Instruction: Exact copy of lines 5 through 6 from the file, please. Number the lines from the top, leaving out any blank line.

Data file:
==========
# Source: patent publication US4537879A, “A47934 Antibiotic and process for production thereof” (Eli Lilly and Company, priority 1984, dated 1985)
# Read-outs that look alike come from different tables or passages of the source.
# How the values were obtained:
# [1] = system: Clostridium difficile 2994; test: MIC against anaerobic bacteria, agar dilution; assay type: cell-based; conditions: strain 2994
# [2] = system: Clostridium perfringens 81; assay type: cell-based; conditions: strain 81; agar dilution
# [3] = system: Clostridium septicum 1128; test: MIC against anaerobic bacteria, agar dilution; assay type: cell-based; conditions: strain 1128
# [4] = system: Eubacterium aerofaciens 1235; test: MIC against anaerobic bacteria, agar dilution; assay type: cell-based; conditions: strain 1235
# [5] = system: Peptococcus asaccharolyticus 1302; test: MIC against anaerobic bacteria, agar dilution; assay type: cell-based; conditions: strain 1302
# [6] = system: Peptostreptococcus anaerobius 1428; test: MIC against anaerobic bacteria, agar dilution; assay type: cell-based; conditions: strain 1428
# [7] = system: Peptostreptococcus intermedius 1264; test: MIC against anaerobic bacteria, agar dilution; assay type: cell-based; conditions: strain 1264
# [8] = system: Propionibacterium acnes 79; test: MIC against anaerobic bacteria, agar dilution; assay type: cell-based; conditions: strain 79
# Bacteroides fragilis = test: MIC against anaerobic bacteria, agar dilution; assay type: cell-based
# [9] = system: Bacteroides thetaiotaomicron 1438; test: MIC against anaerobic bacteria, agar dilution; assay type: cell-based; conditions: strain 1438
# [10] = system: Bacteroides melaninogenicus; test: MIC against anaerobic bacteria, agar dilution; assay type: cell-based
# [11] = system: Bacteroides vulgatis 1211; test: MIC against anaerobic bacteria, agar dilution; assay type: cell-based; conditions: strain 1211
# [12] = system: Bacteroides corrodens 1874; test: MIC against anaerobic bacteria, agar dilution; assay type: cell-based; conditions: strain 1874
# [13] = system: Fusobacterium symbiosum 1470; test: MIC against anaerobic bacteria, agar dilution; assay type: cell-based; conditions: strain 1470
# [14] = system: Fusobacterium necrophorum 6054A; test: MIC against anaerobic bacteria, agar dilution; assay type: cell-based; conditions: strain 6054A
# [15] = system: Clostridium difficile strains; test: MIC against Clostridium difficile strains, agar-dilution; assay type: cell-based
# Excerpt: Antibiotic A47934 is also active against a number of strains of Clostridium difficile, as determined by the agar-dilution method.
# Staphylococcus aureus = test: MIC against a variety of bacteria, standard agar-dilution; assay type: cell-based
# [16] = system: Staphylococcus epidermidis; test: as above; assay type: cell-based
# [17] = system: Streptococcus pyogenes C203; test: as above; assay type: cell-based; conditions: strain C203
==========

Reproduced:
# [2] = system: Clostridium perfringens 81; assay type: cell-based; conditions: strain 81; agar dilution
# [3] = system: Clostridium septicum 1128; test: MIC against anaerobic bacteria, agar dilution; assay type: cell-based; conditions: strain 1128